In March 2019, the number of self-employed workers in the UK reached a record high of 4.93 million.
Some people will have huge business broadband contracts supporting multiple offices, while others run homespun enterprises from kitchen tables using domestic internet connections.
But businesses of all sizes need their own internet domains for website and/or e-mail use.
Buying and registering a domain is fairly easy, but many business owners don’t realise their domain is an asset which must be maintained over time.
Nominet, the official registry handling all the UK’s domestic web addresses, is currently reserving .uk domains exclusively for those who currently own the .co.uk version.
However, this moratorium will expire in June 2019.
That’s important because if you own a highly desirable .co.uk domain and don’t claim the .uk version prior to the deadline, someone else might buy it.
You could end up competing with another business using a virtually identical domain name.
So what should sole traders or business owners do to protect their domain(s)?
The host with the most?
Many owners of small or medium-sized businesses register their domains with Nominet via a third party – often the company hosting their website and e-mail services.
It’s important to note the hosting company is not the same firm providing domestic or business broadband connectivity.
They may not be the firm that designed and built the website, either. It’s important to retain any domain-based paperwork, to establish who’s responsible for what in years to come.
The hosting company makes your domain work online, so any websites and e-mail accounts stay live.
If you don’t know who hosts your domain or who has registered it, try to find out by running a ‘Whois’ look-up on Nominet’s website.
The administering company will be described as the ‘registrar’. They administer the domain, but they probably don’t own it.
The person or business named as the ‘registrant’ is the legal owner of the domain, and may not be named on a Whois look-up.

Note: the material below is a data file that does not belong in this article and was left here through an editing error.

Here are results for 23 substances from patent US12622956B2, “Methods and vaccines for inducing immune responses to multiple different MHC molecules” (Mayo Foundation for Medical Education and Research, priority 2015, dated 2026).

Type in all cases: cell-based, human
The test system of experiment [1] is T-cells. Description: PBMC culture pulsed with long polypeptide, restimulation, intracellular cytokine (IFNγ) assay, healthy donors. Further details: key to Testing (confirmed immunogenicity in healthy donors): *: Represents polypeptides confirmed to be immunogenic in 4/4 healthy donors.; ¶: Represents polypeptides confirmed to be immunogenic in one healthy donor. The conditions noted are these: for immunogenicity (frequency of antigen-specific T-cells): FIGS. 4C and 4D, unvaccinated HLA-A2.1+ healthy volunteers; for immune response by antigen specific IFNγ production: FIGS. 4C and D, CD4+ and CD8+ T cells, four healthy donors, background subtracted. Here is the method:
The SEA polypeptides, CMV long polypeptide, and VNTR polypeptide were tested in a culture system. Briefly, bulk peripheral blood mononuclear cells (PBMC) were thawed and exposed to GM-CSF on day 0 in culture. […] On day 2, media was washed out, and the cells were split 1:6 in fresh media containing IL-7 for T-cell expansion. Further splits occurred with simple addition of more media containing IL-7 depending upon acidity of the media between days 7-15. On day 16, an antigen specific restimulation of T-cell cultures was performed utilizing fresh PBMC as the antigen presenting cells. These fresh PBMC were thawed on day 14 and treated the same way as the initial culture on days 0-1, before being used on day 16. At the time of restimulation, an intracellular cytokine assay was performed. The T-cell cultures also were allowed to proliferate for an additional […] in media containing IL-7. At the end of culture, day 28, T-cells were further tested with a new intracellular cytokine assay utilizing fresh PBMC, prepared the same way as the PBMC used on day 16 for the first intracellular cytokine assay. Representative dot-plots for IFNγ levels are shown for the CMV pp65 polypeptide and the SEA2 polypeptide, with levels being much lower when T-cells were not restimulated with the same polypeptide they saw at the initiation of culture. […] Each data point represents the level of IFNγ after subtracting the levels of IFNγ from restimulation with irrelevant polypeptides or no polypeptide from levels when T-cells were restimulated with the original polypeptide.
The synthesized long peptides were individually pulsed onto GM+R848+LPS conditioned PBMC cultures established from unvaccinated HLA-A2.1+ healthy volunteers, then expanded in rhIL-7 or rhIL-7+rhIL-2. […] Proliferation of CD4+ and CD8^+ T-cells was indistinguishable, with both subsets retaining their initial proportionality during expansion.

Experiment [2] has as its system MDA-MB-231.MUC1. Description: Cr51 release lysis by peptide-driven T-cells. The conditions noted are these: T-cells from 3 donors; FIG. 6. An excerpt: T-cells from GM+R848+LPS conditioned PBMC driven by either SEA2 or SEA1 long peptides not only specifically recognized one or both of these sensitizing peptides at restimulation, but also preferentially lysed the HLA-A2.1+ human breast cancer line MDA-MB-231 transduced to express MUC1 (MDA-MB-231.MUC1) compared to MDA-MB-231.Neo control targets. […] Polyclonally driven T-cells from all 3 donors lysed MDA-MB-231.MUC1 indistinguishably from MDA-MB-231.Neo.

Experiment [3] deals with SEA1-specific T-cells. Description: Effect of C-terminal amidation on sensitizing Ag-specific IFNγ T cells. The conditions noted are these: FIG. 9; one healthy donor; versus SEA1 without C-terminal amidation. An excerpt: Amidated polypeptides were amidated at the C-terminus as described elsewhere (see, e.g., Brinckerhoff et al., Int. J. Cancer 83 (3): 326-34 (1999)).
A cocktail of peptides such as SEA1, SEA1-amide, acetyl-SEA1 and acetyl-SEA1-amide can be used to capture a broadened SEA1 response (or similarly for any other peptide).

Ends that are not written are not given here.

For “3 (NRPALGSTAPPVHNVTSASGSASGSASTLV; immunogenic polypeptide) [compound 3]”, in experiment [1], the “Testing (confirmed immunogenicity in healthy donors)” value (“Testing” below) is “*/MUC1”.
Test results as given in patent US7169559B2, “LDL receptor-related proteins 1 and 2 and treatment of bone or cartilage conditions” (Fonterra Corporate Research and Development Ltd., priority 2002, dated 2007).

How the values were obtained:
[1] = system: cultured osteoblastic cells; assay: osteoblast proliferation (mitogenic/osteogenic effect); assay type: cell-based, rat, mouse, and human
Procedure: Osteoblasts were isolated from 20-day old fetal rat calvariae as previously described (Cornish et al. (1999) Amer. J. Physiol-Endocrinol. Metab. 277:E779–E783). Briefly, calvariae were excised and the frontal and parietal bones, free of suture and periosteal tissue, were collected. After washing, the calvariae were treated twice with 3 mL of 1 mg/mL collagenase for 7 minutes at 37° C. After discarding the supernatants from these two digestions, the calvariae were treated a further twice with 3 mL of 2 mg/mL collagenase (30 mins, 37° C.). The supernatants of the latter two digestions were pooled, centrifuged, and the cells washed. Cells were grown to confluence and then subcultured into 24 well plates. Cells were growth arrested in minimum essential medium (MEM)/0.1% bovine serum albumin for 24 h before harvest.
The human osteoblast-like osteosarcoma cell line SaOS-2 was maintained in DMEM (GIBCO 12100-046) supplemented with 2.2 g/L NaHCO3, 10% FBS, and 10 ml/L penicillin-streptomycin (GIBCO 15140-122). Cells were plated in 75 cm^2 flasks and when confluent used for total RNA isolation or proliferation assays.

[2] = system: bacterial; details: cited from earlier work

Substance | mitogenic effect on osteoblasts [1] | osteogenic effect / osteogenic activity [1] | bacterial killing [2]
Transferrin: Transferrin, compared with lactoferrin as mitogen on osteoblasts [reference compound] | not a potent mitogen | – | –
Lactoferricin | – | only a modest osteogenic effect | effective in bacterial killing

If this is the case for your domain, ask the hosting company to confirm the registrant.
Never allow an employee or third party to be listed as the registrant. If things go wrong, you might lose the domain, the website and all associated email addresses as well.
Once you know who owns the domain and who is managing the registration, look up the expiry date.
You must pay the UK registry (Nominet) an annual fee to keep any domain registered to you or your business, though many registrants (owners) pay this via their registrar.
Confused yet? It’s about to get worse…
Time is running out
All domain registrations are time-limited. If you don’t renew within legal timescales, the domain can be sold.
That may be disastrous, so keep an eye on registration periods.
Some registrars will accept several years’ registration costs in advance, enabling you to forget about it for a while.
It might also be worth considering buying other domain names resembling your own, or which may be popular in the future.
While this incurs up-front expenses, it’s sometimes worthwhile just to keep these domains away from rivals, or stop anybody impersonating your brand.
Domains may be resold at any time, making them valuable business assets in their own right. In the Nineties, speculative investors bought huge numbers of domains for this very reason.
Keep it current
As any business develops, its requirements – including hardware, software and domain management – will evolve as well.
You may eventually decide to change your domain registrant, registrar or hosting company, any of which could have an impact on the domain.
It might be necessary to alter domain names, transfer ownership to someone else or just change the registered contact details.
Make sure you keep Nominet updated on important changes. A list of FAQs and further info is published on Nominet’s website, with details of how to manage domain admin online.
Businesspeople and entrepreneurs tend to have a million things to think about, and domains are often way down on their list of priorities.
But that shouldn’t obscure the fact that a proprietary website domain is arguably a brand’s most valuable asset.
Domain management may not be terribly exciting, but it’s one of the most important pieces of business admin any business owner or entrepreneur will undertake each year.